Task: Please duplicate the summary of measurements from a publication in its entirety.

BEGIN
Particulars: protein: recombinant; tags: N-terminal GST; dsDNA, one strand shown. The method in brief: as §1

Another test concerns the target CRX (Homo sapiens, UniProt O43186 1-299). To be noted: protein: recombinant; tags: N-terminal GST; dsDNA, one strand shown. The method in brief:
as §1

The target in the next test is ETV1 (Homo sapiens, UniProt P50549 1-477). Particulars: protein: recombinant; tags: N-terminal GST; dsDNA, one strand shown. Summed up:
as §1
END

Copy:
Particulars: protein: recombinant; tags: N-terminal GST; dsDNA, one strand shown. The method in brief: as §1

Another test concerns the target CRX (Homo sapiens, UniProt O43186 1-299). To be noted: protein: recombinant; tags: N-terminal GST; dsDNA, one strand shown. The method in brief:
as §1

The target in the next test is ETV1 (Homo sapiens, UniProt P50549 1-477). Particulars: protein: recombinant; tags: N-terminal GST; dsDNA, one strand shown. Summed up:
as §1